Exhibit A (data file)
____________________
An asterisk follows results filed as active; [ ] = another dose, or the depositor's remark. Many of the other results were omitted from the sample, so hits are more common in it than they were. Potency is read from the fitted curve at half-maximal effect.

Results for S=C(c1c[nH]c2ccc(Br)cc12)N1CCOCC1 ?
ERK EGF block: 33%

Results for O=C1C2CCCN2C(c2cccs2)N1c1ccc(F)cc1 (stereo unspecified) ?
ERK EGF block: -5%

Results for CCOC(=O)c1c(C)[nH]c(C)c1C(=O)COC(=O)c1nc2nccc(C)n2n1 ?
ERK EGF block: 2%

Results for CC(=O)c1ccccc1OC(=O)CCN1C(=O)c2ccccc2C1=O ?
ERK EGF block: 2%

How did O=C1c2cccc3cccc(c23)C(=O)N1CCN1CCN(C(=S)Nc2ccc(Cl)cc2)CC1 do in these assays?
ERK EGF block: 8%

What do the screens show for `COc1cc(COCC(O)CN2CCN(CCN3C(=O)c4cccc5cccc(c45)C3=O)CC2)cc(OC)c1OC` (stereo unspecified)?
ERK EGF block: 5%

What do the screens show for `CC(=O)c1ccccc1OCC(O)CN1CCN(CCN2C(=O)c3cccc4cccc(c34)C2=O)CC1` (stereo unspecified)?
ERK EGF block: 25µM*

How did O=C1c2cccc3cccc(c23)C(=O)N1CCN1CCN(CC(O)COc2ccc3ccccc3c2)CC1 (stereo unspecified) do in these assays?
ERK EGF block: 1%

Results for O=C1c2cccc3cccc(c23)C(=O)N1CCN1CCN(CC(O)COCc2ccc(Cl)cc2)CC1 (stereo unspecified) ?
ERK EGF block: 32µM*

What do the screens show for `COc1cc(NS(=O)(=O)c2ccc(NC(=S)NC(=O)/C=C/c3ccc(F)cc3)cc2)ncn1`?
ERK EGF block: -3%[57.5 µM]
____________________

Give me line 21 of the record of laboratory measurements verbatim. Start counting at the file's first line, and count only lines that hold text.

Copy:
ERK EGF block: -3%[57.5 µM]